Tuesday, August 19, 2014

the last book I ever read (Shelby Foote's The Civil War, Volume One, excerpt eight)

from The Civil War: A Narrative: Volume One: Fort Sumter to Perryville by Shelby Foote:

Ethan Allen Hitchcock, a sixty-four-year-old Vermonter, West Point graduate and veteran of the Seminole and Mexican Wars, was surprised to receive from the War Department in mid-March a telegram summoning him to Washington. He had been retired from the army since 1855, and never would have entered it in the first place if his parents had not insisted that the grandson and namesake of the Hero of Ticonderoga was obliged to take up arms as a profession. Hitchcock’s principal interests were philosophy and mysticism; he considered himself “a scholar rather than a warrior,” and had written books on Swedenborg and alchemy and Jesus. His first reaction to the summons that plucked him from retirement was a violent nosebleed. He got aboard a train, however, suffering a second hemorrhage on the way and a third on arrival, each more violent than the one before. Checking into a Washington hotel, he took to the bed in a dazed, unhappy condition.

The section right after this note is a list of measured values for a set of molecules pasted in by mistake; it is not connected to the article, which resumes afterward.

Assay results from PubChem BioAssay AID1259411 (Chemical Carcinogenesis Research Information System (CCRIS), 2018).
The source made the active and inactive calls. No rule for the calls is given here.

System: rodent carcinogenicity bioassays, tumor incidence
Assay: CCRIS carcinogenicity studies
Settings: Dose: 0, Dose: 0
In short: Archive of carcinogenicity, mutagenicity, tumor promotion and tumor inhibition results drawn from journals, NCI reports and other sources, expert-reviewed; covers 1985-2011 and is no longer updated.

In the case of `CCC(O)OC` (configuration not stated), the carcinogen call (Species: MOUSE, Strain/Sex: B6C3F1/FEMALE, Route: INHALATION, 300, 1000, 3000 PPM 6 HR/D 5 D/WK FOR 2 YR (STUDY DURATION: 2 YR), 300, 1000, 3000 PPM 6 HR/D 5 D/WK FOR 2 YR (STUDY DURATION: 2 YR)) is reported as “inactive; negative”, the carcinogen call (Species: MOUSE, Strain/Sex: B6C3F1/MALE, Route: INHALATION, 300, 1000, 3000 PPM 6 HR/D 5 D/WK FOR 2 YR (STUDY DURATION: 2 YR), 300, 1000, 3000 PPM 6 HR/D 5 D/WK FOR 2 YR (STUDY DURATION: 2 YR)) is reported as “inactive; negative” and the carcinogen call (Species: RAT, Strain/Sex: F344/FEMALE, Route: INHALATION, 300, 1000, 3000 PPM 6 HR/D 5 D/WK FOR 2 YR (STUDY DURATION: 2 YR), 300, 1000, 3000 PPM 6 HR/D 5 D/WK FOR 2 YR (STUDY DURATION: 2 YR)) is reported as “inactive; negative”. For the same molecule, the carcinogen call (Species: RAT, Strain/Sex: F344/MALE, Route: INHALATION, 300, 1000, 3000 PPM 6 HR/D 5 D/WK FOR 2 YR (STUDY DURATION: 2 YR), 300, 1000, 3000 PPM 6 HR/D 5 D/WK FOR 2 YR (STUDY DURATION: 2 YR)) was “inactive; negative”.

Presently the Secretary of War was at his bedside. While the old soldier lay too weak to rise and greet him, Stanton told him why he had been sent for. He and Lincoln needed him as a military adviser. The air was thick was treason! … Before Hitchcock could recover from his alarm at this, the Secretary put a question to him: Would he consider taking McClellan’s place as commander of the Army of the Potomac? Hitchcock scarcely knew what to make of this. Next thing he knew, Stanton had him out of bed and on the way to the White House, where Lincoln repeated the Secretary’s request. Badly confused, Hitchcock wrote in his diary when he got back to his room that night: “I want no command. I want no department. … I am uncomfortable.” Finally he agreed to accept an appointment as head of the Army Board, made up of War Department bureau chiefs. In effect, this amounted to being the right-hand man of Stanton, who terrified him daily by alternately bullying and cajoling him. He was perhaps the unhappiest man in Washington.

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